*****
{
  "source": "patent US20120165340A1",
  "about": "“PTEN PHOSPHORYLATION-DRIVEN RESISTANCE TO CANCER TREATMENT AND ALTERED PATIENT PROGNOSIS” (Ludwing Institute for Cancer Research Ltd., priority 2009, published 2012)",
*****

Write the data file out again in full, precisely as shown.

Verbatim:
{
  "source": "patent US20120165340A1",
  "about": "“PTEN PHOSPHORYLATION-DRIVEN RESISTANCE TO CANCER TREATMENT AND ALTERED PATIENT PROGNOSIS” (Ludwing Institute for Cancer Research Ltd., priority 2009, published 2012)",